A Beginner’s Guide to Scanning

(This is the text of my weekly Loose Wire Service column, written mostly for newcomers to personal technology, and syndicated to newspapers like The Jakarta Post. Editors interested in carrying the service please feel free to email me.) A lot of folk ask me whether they should buy a scanner: those things that take bits …

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An End to the Anonymity of Trash?

Britain is quietly introducing RFID (Radio Frequency Identity) tags to rubbish bins (trash cans) in a bid to measure the individual waste of each household and charge them accordingly. Some Britons are up in arms about this, saying that households have not been informed and calling it an abuse of privacy. Is it? The UK’s …

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The Barcode Revolution

Pacarc, the guys who brought the Mitsubishi Jet Towel to the U.S. are now bringing over another piece of Japan: The design barcode. The design barcode, in the words of Pacarc’s James Allard, “seemed so obvious – utilize the last one-inch square of (nearly) blank real estate on product packing for branding or company image …

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RFID — Ready For Imminent Destruction?

RFID (radio frequency ID) tags are soon going to be in everything. But do we really know what we’re letting ourselves in for? Last month some Dutch researchers said they had created a virus capable of infecting RFID tags, an assertion that was poo-pooed by quite a few security folk. The researchers said the virus …

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China’s Facial Recognition System

China is about to launch a new facial recognition system “which will be used in public places, such as airports, post offices, customs entrances and even residential communities”, according to today’s China Daily (no URL available yet.) The invention, developed by Su Guangda, an Electronic Engineering Department professor with Beijing-based Tsinghua University, has been approved …

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Cracking RFID With Your Phone

RFID tags and their security implications are returning to centre stage again. Adi Shamir, professor of computer science at the Weizmann Institute, has shown that it’s possible to crack passwords on RFID tags using a cellphone. In theory this could mean anyone with a cellphone could monitor traffic between a tag and a reader and …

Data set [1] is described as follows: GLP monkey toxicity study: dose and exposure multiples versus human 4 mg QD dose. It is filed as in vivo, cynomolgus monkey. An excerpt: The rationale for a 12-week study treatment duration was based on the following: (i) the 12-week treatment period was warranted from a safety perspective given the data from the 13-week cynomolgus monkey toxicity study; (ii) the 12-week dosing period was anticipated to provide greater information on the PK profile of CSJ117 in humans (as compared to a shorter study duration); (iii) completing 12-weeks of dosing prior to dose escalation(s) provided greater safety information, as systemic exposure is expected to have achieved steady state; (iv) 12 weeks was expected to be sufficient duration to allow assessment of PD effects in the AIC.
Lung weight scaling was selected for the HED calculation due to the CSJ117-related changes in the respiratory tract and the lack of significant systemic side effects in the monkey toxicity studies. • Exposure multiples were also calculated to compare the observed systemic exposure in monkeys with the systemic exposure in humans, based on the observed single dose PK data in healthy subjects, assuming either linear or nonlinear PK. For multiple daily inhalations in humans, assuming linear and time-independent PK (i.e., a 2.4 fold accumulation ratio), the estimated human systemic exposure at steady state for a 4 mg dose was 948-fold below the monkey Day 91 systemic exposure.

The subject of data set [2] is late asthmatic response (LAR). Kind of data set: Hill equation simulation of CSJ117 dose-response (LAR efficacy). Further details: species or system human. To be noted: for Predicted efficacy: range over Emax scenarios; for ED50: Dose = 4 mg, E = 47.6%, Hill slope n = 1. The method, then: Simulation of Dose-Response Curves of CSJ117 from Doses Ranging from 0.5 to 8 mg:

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Pay Money, Scan Barcodes With Your Cellphone

ScanZoom, which allows camera phone users to scan barcodes to compare prices in stores and obtain other information and services, is now available. It will work with most camera phones, but there’s a catch: You have to pay $10 for the software, $10 for a special macro zoom lens, and another $5 or so to …

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RFIDs And Shoplifters

Could RFID tags be used by shoplifters? Robert Lemos of CNET’s News.com writes from Las Vegas that a German technology consultant believes the Radio Frequency Identification tags “could be abused by hackers and tech-savvy shoplifters”. He quotes Lukas Grunwald, a senior consultant with DN-Systems Enterprise Internet Solutions GmbH, as telling a discussion at the Black …

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A Dream Of Intelligent Luggage Tags

Something I’ve long dreamt of: An intelligent luggage tag. Here’s a concept for a Bluetooth luggage tag that lights up when it’s in range of your Bluetooth gadget, helping you to identify it on the carousel. The Bluebird tag would contain additional information, so should it go astray the luggage could be returned to you. …

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More On Camera Phones As Bar Scanners

Here’s more on a subject I looked at in December (and then promptly forgot about): Using your camera phone as a bar code scanner. Wired says there are at least four software companies that have released applications that let you take a photo of a bar code, which will then trigger the download of coupons, …

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